[Cryptography] Certificates and PKI
paul.hoffman at vpnc.org
Tue Dec 23 13:12:32 EST 2014
On Dec 23, 2014, at 9:47 AM, Ben Laurie <ben at links.org> wrote:
> Ah, I was failing to parse "fate-sharing between the name you
> registered and the contents that the registry advertises" - thanks for
> the explanation.
> I do agree that this is an important difference. However, I don't see
> why we should trust registries/registrars any more than we trust CAs?
It depends on who you mean by "we".
We domain owners trust registries more than CAs *because we have to*. In a hierarchically-allocated structure like the DNS, owning a node always means trusting everyone up the tree from you to not remove your name and to enter bad data for your name (such as transferring ownership of your name to someone else). That is inherent in the tree structure.
We relying parties don't have to trust anyone more than anyone else, but given that we don't really understand trust at all and just in a muddle about it, we end up trusting the DNS hierarchy just as much as name owners are forced to trust it. In other words, we relying parties don't even know that we are trusting the registries unless we are in the 5%* of Internet users who understand name hierarchies, but we are trusting them nonetheless.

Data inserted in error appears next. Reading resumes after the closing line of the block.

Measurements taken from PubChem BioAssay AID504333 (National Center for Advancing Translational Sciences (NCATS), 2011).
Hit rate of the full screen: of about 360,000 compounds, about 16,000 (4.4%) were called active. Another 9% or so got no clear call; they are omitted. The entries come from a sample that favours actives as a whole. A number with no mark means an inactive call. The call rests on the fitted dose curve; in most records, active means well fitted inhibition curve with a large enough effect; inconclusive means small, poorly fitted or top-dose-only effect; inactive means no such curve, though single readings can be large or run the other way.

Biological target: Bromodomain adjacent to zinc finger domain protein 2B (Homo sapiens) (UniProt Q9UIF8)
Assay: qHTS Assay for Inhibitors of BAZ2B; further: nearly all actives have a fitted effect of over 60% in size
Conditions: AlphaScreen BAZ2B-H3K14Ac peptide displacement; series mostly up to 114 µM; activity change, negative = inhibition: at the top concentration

Lest this feels like it is not about crypto, it is. The crypto piece to all of this is not the keys or signatures on the data, but the discovery thereof. A CA creates assurances that are discovered and used in TLS; DNSSEC creates assurances that are discovered and used in DNS; DANE creates assurances that are discovered in DNS and used in TLS. If you don't discover the key or signature, you can't use it.
* A precise-sounding but completely-made-up number
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